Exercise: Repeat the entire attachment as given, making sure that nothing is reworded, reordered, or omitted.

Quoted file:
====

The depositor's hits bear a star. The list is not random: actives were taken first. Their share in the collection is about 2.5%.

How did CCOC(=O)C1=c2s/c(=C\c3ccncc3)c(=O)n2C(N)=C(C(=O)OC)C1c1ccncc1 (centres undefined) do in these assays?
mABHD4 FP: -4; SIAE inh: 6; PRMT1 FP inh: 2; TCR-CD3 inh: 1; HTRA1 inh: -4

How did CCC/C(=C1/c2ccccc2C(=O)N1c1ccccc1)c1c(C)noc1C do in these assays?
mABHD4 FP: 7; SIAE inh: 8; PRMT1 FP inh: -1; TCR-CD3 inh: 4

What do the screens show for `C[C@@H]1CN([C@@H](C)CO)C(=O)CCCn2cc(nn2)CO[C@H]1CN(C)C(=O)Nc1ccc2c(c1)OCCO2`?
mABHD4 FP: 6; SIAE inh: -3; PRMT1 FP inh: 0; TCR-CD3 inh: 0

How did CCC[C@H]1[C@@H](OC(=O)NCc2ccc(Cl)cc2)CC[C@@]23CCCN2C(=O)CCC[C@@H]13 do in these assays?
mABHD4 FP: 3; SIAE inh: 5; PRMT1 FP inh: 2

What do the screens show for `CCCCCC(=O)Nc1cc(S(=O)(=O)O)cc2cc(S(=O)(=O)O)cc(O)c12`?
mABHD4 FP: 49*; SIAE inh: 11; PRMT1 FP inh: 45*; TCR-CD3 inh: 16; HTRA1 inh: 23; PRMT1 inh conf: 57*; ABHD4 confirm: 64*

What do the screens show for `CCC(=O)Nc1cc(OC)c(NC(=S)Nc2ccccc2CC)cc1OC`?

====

The depositor's hits bear a star. The list is not random: actives were taken first. Their share in the collection is about 2.5%.

How did CCOC(=O)C1=c2s/c(=C\c3ccncc3)c(=O)n2C(N)=C(C(=O)OC)C1c1ccncc1 (centres undefined) do in these assays?
mABHD4 FP: -4; SIAE inh: 6; PRMT1 FP inh: 2; TCR-CD3 inh: 1; HTRA1 inh: -4

How did CCC/C(=C1/c2ccccc2C(=O)N1c1ccccc1)c1c(C)noc1C do in these assays?
mABHD4 FP: 7; SIAE inh: 8; PRMT1 FP inh: -1; TCR-CD3 inh: 4

What do the screens show for `C[C@@H]1CN([C@@H](C)CO)C(=O)CCCn2cc(nn2)CO[C@H]1CN(C)C(=O)Nc1ccc2c(c1)OCCO2`?
mABHD4 FP: 6; SIAE inh: -3; PRMT1 FP inh: 0; TCR-CD3 inh: 0

How did CCC[C@H]1[C@@H](OC(=O)NCc2ccc(Cl)cc2)CC[C@@]23CCCN2C(=O)CCC[C@@H]13 do in these assays?
mABHD4 FP: 3; SIAE inh: 5; PRMT1 FP inh: 2

What do the screens show for `CCCCCC(=O)Nc1cc(S(=O)(=O)O)cc2cc(S(=O)(=O)O)cc(O)c12`?
mABHD4 FP: 49*; SIAE inh: 11; PRMT1 FP inh: 45*; TCR-CD3 inh: 16; HTRA1 inh: 23; PRMT1 inh conf: 57*; ABHD4 confirm: 64*

What do the screens show for `CCC(=O)Nc1cc(OC)c(NC(=S)Nc2ccccc2CC)cc1OC`?